If you’ve been avoiding certain foods because you think they might trigger a breakout, you’re not that far off. It turns out that despite being characterized as a “myth,” what you eat may affect your skin after all.
A recent study provides further evidence that diet plays a role in the development of acne by establishing a link between high-glycemic foods and breakouts.
By monitoring participants’ eating patterns and blood glucose, researchers found that those with a high glycemic load diet experienced more moderate to severe acne, with severity correlating to the glycemic index value.
It adds to all the compelling research showing that high-glycemic foods may trigger acne by not only raising blood sugar levels but also increasing the release of various hormones including insulin, IGF-1 and growth hormone – all of which can exacerbate acne.
Researchers also found that acne-prone individuals had lower levels of adiponectin, a protein secreted by adipose (fat-storing) tissue that is involved in regulating glucose levels as well as fatty acid breakdown.
Adiponectin levels are lower among obese people than those who are normal weight, and accumulation of visceral fat, the dangerous fat around the abdomen, is more common. In addition, decreased adiponectin levels may suppress anti-inflammatory substances in the body and promote inflammation like that of acne.
Simple Carbohydrates and GI
The foods that tend to rank highest on the glycemic index (GI) are simple carbohydrates – foods like white bread, white rice, pasta, potatoes, and high-sugar foods. These foods are digested quickly and raise blood sugar quickly as well.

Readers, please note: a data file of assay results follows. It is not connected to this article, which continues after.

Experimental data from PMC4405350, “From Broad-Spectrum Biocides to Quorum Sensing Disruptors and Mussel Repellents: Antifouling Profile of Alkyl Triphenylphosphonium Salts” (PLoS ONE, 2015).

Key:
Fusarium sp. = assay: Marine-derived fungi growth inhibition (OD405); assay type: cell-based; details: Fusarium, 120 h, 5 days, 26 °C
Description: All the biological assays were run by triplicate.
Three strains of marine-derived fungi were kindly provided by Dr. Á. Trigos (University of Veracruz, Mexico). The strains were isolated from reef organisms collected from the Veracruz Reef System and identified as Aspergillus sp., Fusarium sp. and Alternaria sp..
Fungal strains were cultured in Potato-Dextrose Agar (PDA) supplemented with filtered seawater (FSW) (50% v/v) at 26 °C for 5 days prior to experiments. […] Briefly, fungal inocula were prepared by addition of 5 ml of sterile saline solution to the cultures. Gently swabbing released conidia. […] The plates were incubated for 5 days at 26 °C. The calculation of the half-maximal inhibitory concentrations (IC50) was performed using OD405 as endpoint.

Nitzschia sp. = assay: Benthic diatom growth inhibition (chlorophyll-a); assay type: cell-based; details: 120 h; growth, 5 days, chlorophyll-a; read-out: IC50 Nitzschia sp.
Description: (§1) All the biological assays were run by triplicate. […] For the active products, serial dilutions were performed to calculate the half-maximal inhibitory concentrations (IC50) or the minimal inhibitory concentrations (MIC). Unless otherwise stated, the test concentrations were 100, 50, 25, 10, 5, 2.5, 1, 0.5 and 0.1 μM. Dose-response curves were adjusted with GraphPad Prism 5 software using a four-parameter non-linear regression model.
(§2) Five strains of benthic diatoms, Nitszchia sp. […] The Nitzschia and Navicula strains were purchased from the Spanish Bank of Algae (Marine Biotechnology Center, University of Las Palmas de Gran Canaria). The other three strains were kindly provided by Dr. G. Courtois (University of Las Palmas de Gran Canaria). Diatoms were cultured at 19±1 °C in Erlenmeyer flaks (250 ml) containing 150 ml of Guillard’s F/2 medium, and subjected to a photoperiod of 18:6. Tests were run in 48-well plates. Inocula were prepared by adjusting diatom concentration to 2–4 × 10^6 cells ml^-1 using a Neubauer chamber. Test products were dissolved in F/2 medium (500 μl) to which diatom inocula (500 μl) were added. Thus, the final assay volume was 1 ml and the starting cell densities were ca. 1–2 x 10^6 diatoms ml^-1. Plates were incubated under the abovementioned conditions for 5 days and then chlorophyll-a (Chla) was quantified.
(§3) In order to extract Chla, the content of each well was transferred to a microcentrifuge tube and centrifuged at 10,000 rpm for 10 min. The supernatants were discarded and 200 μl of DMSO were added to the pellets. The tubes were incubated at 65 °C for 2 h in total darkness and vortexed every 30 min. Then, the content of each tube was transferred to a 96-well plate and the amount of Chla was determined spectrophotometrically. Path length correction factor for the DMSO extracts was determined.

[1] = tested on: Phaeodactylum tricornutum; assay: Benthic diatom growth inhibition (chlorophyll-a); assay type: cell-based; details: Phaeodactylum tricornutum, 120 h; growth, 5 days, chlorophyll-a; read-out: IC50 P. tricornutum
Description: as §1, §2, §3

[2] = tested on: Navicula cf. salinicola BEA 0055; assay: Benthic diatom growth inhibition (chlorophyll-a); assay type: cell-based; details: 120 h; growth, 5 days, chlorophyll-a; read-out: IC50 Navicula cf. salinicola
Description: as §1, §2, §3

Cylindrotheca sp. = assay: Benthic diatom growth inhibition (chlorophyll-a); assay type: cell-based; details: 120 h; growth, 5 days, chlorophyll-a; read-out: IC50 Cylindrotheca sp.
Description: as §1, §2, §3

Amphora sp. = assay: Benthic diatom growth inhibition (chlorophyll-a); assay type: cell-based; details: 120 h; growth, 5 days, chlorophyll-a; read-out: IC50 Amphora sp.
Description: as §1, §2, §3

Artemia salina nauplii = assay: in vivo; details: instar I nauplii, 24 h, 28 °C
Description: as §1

A few other factors can affect the GI of a food, including:
Type. Certain varieties of food have a higher GI. For example, converted long-grain white rice has a lower GI than brown rice.
Processing . The GI of foods can increase when processed. Juice has a higher GI than whole fruit, ground grains have a higher GI than whole grain, and mashed potatoes have a higher GI than baked potato.
Cooking. Cooking time can affect GI. Overcooked pasta has a higher GI than al dente pasta.
Ripeness. Fruits and vegetables that are very ripe have a higher GI.
Food is generally classified as having a low (55 or under) or high (70+) glycemic index. You can check the glycemic load/index of your favorite foods here.
So how can you eat to avoid acne?
Try a plant-based diet with a good amount of lean protein like lean meats, legumes, and nuts. Fruits and non-starchy vegetables will provide complex carbohydrates and plenty of fiber while keeping blood sugar levels steady.
Limit dairy and look for dark leafy greens to get calcium and other key nutrients. By doing this, you’ll naturally crowd out unhealthy packaged, processed foods that are high in sugar and unhealthy trans-fats.
Eating a low glycemic diet isn’t just great for your complexion – it’s great for your health, too, reducing your risk of diabetes, heart disease, and even weight gain. So stop the blood sugar rush and start eating for beautiful, blemish-free skin.
David H. Rahm, M.D. is the founder and medical director of The Wellness Center, a medical clinic located in Long Beach, CA. Dr. Rahm is also president and medical director of VitaMedica. Dr. Rahm is one of a select group of conventional medical doctors who have education and expertise in functional medicine and nutritional science. Over the past 20 years, Dr. Rahm has published articles in the plastic surgery literature and educated physicians about the importance of good peri-operative nutrition.